Our contests now accept e-books in digital format if you don't print paper copies. We've added five specialized e-book categories to the IPPY Awards, covering adult fiction and non-fiction, children's and regional subjects.

More than ever, our contests reward those who exhibit the courage, innovation, and creativity to bring about change in the world of publishing. This spirit and expertise comes from publishers of all sizes and budgets, and books are judged with that in mind. Each year, medals go to both established university publishers and first-time self-published authors.

Here's what some past winners are saying:

"It's made a huge difference in my sales, and was the key factor in convincing me to go to a second printing. The IPPY gold seal looks great on the new cover, and I think it's opening some doors to publication reviews." - Ed Spivey, author of A Hamster is Missing in Washington D.C., 2010 IPPY Awards Humor category Gold Medalist.

"I can't tell you how much I value my initial Bronze IPPY award (2008), and I know it's been instrumental in drawing attention to the The Tao of Rudy! Chronicle Books just made an offer for The Tao of Rudy, and of course I accepted the initial terms a couple of weeks ago, and am currently reviewing the rest of the contract. A lot has happened in the last year, and I appreciate your efforts in making my first book a success!" – Corrine Humphreys, Publisher/Author/Illustrator
"Our winning of a gold medal in the 2008 competition has greatly helped book sales. We sold nearly 2500 copies of Wild Alberta at the Crossroads last year and had to order a reprint of 1500. When we show retailers the gold medal they are always impressed and invariably order some books." - Robin White, NatureWatch Partners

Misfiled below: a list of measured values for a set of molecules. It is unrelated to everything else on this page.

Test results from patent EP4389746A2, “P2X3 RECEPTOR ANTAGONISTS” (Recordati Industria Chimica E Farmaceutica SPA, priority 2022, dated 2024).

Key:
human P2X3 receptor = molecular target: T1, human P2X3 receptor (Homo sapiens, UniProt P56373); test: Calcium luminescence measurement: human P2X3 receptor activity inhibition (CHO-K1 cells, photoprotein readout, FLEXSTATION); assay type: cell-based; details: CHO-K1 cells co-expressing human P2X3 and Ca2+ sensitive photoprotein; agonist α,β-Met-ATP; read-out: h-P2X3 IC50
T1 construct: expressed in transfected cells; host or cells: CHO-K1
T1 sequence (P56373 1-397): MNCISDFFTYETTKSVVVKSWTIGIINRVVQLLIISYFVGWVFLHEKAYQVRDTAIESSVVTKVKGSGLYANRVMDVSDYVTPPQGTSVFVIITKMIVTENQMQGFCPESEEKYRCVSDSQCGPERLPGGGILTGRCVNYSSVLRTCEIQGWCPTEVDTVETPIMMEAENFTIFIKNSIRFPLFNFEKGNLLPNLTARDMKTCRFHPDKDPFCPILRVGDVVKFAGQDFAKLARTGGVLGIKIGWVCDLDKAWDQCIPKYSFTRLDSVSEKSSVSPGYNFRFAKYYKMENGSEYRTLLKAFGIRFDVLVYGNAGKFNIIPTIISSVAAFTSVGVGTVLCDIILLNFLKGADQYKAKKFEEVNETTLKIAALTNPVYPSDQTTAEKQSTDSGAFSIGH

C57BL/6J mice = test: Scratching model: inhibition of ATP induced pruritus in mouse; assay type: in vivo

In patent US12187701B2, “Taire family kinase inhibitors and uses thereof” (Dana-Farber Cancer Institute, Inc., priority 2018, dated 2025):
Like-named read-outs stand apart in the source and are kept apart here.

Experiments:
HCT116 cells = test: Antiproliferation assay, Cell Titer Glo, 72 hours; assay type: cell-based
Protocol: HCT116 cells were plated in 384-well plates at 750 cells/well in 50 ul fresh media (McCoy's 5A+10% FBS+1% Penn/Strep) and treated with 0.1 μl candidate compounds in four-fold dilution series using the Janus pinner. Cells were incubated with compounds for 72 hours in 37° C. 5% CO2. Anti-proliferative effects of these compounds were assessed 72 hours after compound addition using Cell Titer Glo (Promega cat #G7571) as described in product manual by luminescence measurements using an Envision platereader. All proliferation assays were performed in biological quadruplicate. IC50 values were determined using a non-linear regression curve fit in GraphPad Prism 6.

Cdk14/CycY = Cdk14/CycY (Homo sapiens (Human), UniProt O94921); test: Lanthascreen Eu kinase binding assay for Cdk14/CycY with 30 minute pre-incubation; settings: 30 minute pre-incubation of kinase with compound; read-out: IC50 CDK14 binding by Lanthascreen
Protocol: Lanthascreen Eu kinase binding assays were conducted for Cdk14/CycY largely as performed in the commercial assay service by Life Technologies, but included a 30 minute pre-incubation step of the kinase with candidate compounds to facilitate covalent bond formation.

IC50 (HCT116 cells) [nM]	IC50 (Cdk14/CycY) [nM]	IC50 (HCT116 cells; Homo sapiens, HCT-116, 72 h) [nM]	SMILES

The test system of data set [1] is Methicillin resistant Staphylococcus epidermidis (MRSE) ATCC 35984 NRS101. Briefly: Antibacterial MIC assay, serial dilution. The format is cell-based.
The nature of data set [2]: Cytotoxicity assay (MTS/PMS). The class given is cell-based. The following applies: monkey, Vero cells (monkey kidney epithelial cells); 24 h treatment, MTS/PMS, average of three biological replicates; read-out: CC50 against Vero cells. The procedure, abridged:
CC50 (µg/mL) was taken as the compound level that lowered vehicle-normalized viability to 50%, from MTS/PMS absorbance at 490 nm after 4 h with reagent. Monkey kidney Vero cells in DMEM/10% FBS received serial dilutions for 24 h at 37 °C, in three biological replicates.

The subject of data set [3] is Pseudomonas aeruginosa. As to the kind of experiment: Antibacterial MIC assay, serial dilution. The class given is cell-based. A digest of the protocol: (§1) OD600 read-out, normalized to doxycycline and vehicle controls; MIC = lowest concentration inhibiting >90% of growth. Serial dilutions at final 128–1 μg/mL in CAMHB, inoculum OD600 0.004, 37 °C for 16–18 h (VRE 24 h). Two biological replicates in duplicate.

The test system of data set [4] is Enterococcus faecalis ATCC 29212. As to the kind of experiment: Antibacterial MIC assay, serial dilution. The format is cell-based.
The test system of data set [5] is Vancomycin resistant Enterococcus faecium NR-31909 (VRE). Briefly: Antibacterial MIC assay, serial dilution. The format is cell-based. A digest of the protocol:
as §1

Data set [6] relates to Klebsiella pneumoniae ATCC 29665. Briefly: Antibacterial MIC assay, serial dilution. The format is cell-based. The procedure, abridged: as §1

Check out information about all four contests below, along with links to guidelines and entry forms.

Need entry information about all four book awards contests? Click here to receive guidelines by email.

Need entry information about all three adult awards contests? Click here to receive guidelines by email.

Email me with any questions or comments: Jim Barnes, Awards Director -

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Here are the basics about the book awards contests conducted by Jenkins Group:


"Recognizing Excellence in Independent Publishing"

World's Largest Book Awards contest, for indies only
72 National Categories - 22 Regional Categories, now including Australia/New Zealand

Great Publicity & Great Awards party at BEA

Early-bird Entry Fee Deadline is October 15, 2011 - save $20 per entry.

Entry info and guidelines:


Calling all independent authors and publishers!

The 16th Independent Publisher Book Awards, conducted annually to honor the year's best independently published titles, are now accepting entries for books with 2011 or 2012 copyrights or released between November 1, 2010 and March 15, 2012. The contest is presented by Jenkins Group and our book marketing website,, headquartered in Traverse City, Michigan.

Entry fee is just $75 to enter a National category and another $45 if you choose to enter the Regional or E-Book contests. All entrants are considered for the Outstanding Books of the Year Awards at no extra charge.

Launched in 1996, the Independent Publisher Book Awards are designed to bring increased recognition to the deserving but often unsung titles published by independent authors and publishers. Established as the first unaffiliated awards program (no membership fee required) open exclusively to independents, the "IPPYs" recognize hundreds of the year's best books, bringing them to the attention of booksellers, buyers, librarians, and book lovers. The IPPY Awards contest is among the largest and most recognized book awards events in the world, and all independent, university, small press, and self-publishers who produce books intended for the North American market are eligible to enter.